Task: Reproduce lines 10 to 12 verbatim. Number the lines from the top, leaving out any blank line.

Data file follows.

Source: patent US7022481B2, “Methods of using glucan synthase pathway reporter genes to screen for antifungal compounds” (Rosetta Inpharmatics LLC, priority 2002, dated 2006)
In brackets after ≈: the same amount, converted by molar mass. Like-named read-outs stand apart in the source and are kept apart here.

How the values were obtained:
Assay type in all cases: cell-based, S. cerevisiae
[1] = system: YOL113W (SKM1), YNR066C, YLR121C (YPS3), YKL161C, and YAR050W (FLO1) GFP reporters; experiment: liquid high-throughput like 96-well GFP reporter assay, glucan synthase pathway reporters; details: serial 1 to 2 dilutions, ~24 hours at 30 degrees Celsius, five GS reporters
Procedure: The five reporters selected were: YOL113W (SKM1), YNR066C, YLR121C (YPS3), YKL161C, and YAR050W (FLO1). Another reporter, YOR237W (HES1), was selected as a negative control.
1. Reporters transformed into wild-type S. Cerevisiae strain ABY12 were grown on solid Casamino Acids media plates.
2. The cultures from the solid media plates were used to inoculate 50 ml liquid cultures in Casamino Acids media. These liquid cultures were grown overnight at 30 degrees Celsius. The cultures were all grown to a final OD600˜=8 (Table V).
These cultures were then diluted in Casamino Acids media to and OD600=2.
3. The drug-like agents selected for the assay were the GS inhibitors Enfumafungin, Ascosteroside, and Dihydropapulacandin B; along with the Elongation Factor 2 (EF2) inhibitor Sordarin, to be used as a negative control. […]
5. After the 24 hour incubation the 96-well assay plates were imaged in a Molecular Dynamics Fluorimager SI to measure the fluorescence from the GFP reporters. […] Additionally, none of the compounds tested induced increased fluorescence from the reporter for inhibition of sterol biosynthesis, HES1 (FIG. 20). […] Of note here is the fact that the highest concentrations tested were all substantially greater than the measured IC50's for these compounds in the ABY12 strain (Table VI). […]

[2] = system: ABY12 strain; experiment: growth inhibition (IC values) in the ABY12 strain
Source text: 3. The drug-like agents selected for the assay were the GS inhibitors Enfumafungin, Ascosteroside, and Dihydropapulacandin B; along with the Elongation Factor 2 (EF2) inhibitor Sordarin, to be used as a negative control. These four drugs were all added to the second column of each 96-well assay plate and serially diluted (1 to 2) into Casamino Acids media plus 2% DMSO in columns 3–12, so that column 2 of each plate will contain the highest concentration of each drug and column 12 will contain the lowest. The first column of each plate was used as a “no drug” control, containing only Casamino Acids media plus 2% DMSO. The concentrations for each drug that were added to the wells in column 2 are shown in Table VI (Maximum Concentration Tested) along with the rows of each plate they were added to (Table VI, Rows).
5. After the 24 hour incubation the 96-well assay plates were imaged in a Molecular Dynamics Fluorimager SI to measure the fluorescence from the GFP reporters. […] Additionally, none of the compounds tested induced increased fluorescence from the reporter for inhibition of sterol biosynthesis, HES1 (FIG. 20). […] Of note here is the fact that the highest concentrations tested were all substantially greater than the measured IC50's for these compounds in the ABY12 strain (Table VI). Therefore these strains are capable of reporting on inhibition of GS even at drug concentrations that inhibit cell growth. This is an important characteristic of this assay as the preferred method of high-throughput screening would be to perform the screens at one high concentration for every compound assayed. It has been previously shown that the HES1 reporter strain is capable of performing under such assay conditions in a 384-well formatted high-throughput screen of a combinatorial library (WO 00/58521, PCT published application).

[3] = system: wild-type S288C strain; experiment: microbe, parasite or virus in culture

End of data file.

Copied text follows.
3. The drug-like agents selected for the assay were the GS inhibitors Enfumafungin, Ascosteroside, and Dihydropapulacandin B; along with the Elongation Factor 2 (EF2) inhibitor Sordarin, to be used as a negative control. […]
5. After the 24 hour incubation the 96-well assay plates were imaged in a Molecular Dynamics Fluorimager SI to measure the fluorescence from the GFP reporters. […] Additionally, none of the compounds tested induced increased fluorescence from the reporter for inhibition of sterol biosynthesis, HES1 (FIG. 20). […] Of note here is the fact that the highest concentrations tested were all substantially greater than the measured IC50's for these compounds in the ABY12 strain (Table VI). […]

[2] = system: ABY12 strain; experiment: growth inhibition (IC values) in the ABY12 strain